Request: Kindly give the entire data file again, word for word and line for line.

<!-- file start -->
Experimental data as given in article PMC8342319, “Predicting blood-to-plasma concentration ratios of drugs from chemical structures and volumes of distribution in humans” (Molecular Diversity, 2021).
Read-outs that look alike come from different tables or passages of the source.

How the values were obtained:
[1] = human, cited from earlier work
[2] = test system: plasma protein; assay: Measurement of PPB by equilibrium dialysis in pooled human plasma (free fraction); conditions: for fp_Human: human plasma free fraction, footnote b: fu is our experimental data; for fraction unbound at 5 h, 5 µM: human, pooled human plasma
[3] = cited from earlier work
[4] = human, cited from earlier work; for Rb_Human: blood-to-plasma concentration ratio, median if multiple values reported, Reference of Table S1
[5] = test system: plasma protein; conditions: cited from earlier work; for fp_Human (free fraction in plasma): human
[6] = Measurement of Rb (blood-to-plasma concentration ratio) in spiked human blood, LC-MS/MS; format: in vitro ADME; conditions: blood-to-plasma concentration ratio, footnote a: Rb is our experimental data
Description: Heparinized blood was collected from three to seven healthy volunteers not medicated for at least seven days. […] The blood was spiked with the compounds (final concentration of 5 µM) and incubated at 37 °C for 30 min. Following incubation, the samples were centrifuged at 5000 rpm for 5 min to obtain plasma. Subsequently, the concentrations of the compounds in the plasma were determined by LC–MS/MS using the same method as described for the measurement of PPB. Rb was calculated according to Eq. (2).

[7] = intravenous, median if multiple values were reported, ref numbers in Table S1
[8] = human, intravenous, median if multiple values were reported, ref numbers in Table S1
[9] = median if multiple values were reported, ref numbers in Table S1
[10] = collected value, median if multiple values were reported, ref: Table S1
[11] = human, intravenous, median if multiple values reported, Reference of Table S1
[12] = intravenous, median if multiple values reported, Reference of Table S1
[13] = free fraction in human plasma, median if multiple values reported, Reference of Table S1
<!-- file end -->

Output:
Experimental data as given in article PMC8342319, “Predicting blood-to-plasma concentration ratios of drugs from chemical structures and volumes of distribution in humans” (Molecular Diversity, 2021).
Read-outs that look alike come from different tables or passages of the source.

How the values were obtained:
[1] = human, cited from earlier work
[2] = test system: plasma protein; assay: Measurement of PPB by equilibrium dialysis in pooled human plasma (free fraction); conditions: for fp_Human: human plasma free fraction, footnote b: fu is our experimental data; for fraction unbound at 5 h, 5 µM: human, pooled human plasma
[3] = cited from earlier work
[4] = human, cited from earlier work; for Rb_Human: blood-to-plasma concentration ratio, median if multiple values reported, Reference of Table S1
[5] = test system: plasma protein; conditions: cited from earlier work; for fp_Human (free fraction in plasma): human
[6] = Measurement of Rb (blood-to-plasma concentration ratio) in spiked human blood, LC-MS/MS; format: in vitro ADME; conditions: blood-to-plasma concentration ratio, footnote a: Rb is our experimental data
Description: Heparinized blood was collected from three to seven healthy volunteers not medicated for at least seven days. […] The blood was spiked with the compounds (final concentration of 5 µM) and incubated at 37 °C for 30 min. Following incubation, the samples were centrifuged at 5000 rpm for 5 min to obtain plasma. Subsequently, the concentrations of the compounds in the plasma were determined by LC–MS/MS using the same method as described for the measurement of PPB. Rb was calculated according to Eq. (2).

[7] = intravenous, median if multiple values were reported, ref numbers in Table S1
[8] = human, intravenous, median if multiple values were reported, ref numbers in Table S1
[9] = median if multiple values were reported, ref numbers in Table S1
[10] = collected value, median if multiple values were reported, ref: Table S1
[11] = human, intravenous, median if multiple values reported, Reference of Table S1
[12] = intravenous, median if multiple values reported, Reference of Table S1
[13] = free fraction in human plasma, median if multiple values reported, Reference of Table S1